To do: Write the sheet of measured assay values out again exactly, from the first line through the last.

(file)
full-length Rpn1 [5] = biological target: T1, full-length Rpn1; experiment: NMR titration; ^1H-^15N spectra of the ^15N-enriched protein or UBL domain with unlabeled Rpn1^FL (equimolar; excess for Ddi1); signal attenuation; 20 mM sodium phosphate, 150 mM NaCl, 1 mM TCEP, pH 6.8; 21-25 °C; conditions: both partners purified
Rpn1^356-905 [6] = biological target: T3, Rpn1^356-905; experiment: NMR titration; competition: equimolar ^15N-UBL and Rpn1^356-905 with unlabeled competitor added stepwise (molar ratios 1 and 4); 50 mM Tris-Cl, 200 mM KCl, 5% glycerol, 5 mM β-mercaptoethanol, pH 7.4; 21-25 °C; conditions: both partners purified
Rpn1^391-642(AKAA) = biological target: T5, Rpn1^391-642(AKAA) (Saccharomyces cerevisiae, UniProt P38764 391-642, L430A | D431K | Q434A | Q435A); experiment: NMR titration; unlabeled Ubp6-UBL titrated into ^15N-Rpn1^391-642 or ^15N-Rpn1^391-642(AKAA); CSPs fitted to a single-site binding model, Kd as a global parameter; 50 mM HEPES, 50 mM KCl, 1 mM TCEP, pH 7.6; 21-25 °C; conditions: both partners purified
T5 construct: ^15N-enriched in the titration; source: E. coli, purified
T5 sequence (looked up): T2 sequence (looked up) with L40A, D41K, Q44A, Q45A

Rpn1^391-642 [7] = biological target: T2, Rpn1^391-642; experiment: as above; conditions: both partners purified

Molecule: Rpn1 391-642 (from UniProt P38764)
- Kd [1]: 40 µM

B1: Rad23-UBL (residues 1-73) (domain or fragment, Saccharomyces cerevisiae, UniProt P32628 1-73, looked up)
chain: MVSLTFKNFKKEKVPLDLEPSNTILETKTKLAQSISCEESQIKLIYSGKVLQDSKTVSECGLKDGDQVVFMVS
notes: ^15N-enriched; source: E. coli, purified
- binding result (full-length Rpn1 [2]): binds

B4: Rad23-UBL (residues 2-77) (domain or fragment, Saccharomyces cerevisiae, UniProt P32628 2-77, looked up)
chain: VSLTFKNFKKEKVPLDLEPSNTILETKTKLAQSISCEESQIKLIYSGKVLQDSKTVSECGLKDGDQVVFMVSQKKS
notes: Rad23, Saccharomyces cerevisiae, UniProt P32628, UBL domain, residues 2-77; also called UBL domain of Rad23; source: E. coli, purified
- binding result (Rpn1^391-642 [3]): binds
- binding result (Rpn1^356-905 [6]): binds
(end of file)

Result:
full-length Rpn1 [5] = biological target: T1, full-length Rpn1; experiment: NMR titration; ^1H-^15N spectra of the ^15N-enriched protein or UBL domain with unlabeled Rpn1^FL (equimolar; excess for Ddi1); signal attenuation; 20 mM sodium phosphate, 150 mM NaCl, 1 mM TCEP, pH 6.8; 21-25 °C; conditions: both partners purified
Rpn1^356-905 [6] = biological target: T3, Rpn1^356-905; experiment: NMR titration; competition: equimolar ^15N-UBL and Rpn1^356-905 with unlabeled competitor added stepwise (molar ratios 1 and 4); 50 mM Tris-Cl, 200 mM KCl, 5% glycerol, 5 mM β-mercaptoethanol, pH 7.4; 21-25 °C; conditions: both partners purified
Rpn1^391-642(AKAA) = biological target: T5, Rpn1^391-642(AKAA) (Saccharomyces cerevisiae, UniProt P38764 391-642, L430A | D431K | Q434A | Q435A); experiment: NMR titration; unlabeled Ubp6-UBL titrated into ^15N-Rpn1^391-642 or ^15N-Rpn1^391-642(AKAA); CSPs fitted to a single-site binding model, Kd as a global parameter; 50 mM HEPES, 50 mM KCl, 1 mM TCEP, pH 7.6; 21-25 °C; conditions: both partners purified
T5 construct: ^15N-enriched in the titration; source: E. coli, purified
T5 sequence (looked up): T2 sequence (looked up) with L40A, D41K, Q44A, Q45A

Rpn1^391-642 [7] = biological target: T2, Rpn1^391-642; experiment: as above; conditions: both partners purified

Molecule: Rpn1 391-642 (from UniProt P38764)
- Kd [1]: 40 µM

B1: Rad23-UBL (residues 1-73) (domain or fragment, Saccharomyces cerevisiae, UniProt P32628 1-73, looked up)
chain: MVSLTFKNFKKEKVPLDLEPSNTILETKTKLAQSISCEESQIKLIYSGKVLQDSKTVSECGLKDGDQVVFMVS
notes: ^15N-enriched; source: E. coli, purified
- binding result (full-length Rpn1 [2]): binds

B4: Rad23-UBL (residues 2-77) (domain or fragment, Saccharomyces cerevisiae, UniProt P32628 2-77, looked up)
chain: VSLTFKNFKKEKVPLDLEPSNTILETKTKLAQSISCEESQIKLIYSGKVLQDSKTVSECGLKDGDQVVFMVSQKKS
notes: Rad23, Saccharomyces cerevisiae, UniProt P32628, UBL domain, residues 2-77; also called UBL domain of Rad23; source: E. coli, purified
- binding result (Rpn1^391-642 [3]): binds
- binding result (Rpn1^356-905 [6]): binds